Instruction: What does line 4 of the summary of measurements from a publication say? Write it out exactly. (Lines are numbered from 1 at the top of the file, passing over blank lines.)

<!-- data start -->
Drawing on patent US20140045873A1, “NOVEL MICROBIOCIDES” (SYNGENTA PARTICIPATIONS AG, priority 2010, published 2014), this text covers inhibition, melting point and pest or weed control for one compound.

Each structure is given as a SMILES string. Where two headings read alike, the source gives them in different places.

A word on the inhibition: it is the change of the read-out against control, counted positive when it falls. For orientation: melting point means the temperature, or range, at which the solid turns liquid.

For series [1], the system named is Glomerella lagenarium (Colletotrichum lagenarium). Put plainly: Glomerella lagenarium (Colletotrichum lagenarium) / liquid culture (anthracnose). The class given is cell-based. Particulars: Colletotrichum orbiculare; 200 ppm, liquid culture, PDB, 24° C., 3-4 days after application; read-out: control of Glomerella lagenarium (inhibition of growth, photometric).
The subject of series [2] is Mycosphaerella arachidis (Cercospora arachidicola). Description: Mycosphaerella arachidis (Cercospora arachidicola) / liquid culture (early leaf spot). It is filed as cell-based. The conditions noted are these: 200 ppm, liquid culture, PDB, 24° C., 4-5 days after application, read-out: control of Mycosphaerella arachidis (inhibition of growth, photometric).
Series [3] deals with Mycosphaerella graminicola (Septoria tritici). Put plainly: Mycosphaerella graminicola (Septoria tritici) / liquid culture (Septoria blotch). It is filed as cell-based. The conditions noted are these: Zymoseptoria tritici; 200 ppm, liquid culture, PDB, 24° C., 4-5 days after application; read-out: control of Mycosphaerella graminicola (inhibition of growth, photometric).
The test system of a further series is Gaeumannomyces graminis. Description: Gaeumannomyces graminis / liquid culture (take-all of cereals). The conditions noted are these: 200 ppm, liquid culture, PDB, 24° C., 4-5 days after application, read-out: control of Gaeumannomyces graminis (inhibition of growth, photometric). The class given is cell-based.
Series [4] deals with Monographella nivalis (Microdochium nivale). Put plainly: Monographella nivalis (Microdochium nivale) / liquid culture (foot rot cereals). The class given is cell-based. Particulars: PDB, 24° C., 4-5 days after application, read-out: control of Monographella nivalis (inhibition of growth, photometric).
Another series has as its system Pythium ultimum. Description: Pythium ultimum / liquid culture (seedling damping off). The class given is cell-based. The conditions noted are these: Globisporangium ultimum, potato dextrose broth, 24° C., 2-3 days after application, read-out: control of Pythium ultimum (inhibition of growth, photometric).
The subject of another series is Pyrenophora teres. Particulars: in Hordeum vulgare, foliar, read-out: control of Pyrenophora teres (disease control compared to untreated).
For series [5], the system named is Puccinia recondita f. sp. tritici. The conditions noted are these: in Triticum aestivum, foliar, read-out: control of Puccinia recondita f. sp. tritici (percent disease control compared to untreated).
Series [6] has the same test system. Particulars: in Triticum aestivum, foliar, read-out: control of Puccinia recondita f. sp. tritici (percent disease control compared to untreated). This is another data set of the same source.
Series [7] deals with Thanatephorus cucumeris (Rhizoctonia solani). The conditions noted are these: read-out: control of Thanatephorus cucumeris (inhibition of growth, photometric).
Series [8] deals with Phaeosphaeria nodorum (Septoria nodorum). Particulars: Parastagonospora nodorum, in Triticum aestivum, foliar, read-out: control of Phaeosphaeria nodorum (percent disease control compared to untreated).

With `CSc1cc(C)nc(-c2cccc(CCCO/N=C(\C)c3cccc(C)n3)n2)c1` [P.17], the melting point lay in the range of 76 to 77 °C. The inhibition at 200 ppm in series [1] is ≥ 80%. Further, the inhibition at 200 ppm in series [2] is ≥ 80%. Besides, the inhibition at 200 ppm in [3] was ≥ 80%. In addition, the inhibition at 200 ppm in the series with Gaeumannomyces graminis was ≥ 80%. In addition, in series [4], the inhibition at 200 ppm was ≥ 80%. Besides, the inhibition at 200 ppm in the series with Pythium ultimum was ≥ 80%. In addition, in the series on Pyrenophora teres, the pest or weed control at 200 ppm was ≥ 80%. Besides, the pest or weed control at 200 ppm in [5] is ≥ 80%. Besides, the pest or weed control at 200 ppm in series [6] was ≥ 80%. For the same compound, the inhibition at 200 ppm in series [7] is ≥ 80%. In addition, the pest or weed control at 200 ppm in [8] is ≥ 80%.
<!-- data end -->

For series [1], the system named is Glomerella lagenarium (Colletotrichum lagenarium). Put plainly: Glomerella lagenarium (Colletotrichum lagenarium) / liquid culture (anthracnose). The class given is cell-based. Particulars: Colletotrichum orbiculare; 200 ppm, liquid culture, PDB, 24° C., 3-4 days after application; read-out: control of Glomerella lagenarium (inhibition of growth, photometric).